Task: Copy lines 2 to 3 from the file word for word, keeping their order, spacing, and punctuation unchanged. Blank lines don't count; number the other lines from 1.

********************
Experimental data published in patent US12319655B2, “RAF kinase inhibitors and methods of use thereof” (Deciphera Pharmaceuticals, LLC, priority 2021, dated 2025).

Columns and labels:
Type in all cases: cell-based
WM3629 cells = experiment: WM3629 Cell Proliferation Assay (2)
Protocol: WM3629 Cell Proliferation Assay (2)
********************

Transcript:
Columns and labels:
Type in all cases: cell-based